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Features

Glen Andresen's Five Takeaways vs. Columbus

Tuesday, 12.15.2009 / 11:03 PM / Minnesota Wild | Features
By Glen Andresen  - Manager of Social Media
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Glen Andresen\'s Five Takeaways vs. Columbus

Wild GameDay

at Vancouver: December 12

at Calgary: December 11

at Colorado: December 9

at Phoenix: December 7

at Nashville: December  5

vs. Anaheim: December 4

vs. Nashville: December 2

Following Wild games, Managing Editor Glen Andresen will give the five takeaways that he'll remember from each contest. Tonight, he looks back at a 2-1 win over the Columbus Blue Jackets.

Of all the games in the Wild season to not be televised by either team, this worked out pretty well. And look at it this way, if you were watching this one on your couch, you undoubtedly would have fallen asleep with your TV on, which is a waste of energy, and nobody needs that. Of course, you would have jolted awake when Marek Zidlicky broke a scoreless tie with 39 seconds to play. His slap shot that eluded Steve Mason and found the top shelf felt like a Stanley Cup winner, simply because something happened. But, the fact that it gave the Wild two points and the Blue Jackets zero actually is pretty important. The Wild jumped Columbus in the standings with the regulation win, and could overtake Edmonton if they lose to the Los Angeles Kings tonight (they are losing 2-1 after two periods right now).

Really, this game started out with a great pace. The only problem was if you were late to the game, you missed nearly half of the first period. As in all arenas, the Xcel Energy Center ushers prevent fans from walking to their seats while play is going on. The problem was that there wasn’t a single whistle until 13:28 remained the period. There were only four total whistles in the first period, which unofficially lasted about 25 real time minutes.

The period was completely controlled by the Wild, who played keep-away with the puck for the most part and had a slew of glorious scoring chances that Mason turned away. The Wild finished the first stanza with an 11-3 edge in shots, but zero goals to show for it.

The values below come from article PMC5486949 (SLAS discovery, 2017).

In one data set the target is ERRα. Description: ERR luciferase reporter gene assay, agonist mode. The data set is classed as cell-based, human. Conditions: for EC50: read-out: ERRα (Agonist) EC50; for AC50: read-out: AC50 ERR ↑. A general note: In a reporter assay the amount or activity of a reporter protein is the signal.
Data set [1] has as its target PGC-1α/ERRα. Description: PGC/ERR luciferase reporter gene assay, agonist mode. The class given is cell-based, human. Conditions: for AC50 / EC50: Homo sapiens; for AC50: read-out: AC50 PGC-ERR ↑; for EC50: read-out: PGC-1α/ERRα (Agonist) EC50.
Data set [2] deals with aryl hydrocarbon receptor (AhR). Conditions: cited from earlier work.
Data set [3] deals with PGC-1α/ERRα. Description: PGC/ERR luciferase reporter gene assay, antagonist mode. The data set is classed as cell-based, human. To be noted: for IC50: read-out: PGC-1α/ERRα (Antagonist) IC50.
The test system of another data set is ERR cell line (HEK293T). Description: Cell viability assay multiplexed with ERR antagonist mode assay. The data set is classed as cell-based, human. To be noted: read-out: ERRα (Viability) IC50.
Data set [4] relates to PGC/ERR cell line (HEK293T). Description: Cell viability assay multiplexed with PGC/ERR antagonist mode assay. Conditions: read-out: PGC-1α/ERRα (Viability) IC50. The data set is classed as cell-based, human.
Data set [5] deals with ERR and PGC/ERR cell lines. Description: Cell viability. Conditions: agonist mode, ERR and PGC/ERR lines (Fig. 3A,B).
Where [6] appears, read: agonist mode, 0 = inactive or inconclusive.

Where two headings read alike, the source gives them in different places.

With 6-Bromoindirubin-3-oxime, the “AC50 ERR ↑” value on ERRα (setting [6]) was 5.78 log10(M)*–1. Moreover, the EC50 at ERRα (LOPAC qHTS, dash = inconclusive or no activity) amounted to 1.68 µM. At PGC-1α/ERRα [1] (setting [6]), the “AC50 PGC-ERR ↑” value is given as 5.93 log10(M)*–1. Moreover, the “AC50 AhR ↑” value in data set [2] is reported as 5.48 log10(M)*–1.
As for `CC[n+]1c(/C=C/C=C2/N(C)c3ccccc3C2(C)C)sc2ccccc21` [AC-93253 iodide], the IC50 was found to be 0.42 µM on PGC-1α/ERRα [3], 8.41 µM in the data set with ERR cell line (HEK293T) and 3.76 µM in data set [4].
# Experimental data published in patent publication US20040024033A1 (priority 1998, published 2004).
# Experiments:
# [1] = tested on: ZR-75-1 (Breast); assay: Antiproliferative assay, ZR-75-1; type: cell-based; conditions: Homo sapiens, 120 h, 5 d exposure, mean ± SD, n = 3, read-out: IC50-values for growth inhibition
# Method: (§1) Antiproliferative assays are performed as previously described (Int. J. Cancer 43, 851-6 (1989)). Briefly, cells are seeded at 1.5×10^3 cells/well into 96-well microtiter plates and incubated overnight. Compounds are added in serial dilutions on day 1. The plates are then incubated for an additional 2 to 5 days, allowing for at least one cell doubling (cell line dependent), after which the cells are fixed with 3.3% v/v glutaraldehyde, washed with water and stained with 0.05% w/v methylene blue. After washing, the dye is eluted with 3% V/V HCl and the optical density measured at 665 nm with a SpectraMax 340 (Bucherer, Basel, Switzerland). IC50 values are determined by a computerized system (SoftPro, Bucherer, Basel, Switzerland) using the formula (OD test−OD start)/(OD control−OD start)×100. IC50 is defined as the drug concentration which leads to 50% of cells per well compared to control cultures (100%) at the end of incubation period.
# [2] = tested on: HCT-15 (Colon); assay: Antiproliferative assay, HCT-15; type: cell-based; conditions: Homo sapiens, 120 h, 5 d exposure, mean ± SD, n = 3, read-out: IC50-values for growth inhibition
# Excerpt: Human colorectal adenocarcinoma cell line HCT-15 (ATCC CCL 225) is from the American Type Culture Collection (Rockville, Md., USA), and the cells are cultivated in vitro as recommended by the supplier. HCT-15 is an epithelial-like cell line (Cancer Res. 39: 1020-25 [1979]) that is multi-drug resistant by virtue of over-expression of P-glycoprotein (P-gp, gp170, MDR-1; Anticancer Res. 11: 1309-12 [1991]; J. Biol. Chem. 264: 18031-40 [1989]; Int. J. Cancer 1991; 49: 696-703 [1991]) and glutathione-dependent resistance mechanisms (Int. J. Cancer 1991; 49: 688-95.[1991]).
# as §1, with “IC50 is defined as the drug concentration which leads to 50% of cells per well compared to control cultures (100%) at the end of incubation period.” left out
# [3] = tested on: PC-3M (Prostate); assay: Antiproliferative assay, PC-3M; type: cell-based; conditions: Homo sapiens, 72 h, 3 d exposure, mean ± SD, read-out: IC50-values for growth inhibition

The pace slowed considerably in the second, and it probably wasn’t a coincidence that it happened after a lengthy delay caused by a glass explosion. Prior to this season, I don’t remember a pane of glass shattering once at the Xcel Energy Center. It’s already happened twice so far this year.

Fedor Tyutin was playing the puck out of his zone when James Sheppard creamed him. As he was falling, Tyutin’s skate came up and hit the glass causing a shower of shards. Nobody was hurt, but Tyutin was definitely slow to get up, which is understandable when you’ve got glass buried in your hockey equipment. Check out the video here

Zidlicky’s goal did not include an assist from Martin Havlat, which snapped his streak of figuring in each of the previous six goals. Havlat helped set up Guillaume Latendresse’s second period equalizer in the second period. Mikko Koivu also assisted on that goal, as he did on Zidlicky’s. 





Each team took a total of one penalty all night long, and they actually overlapped, so the Wild had one power play opportunity for 1:10. Needless to say, they did not score with the man advantage in that short amount of time. That makes five straight games that Minnesota has not scored a power play goal. Normally, that would spell disaster, but the Wild is 3-2-0 in that stretch.









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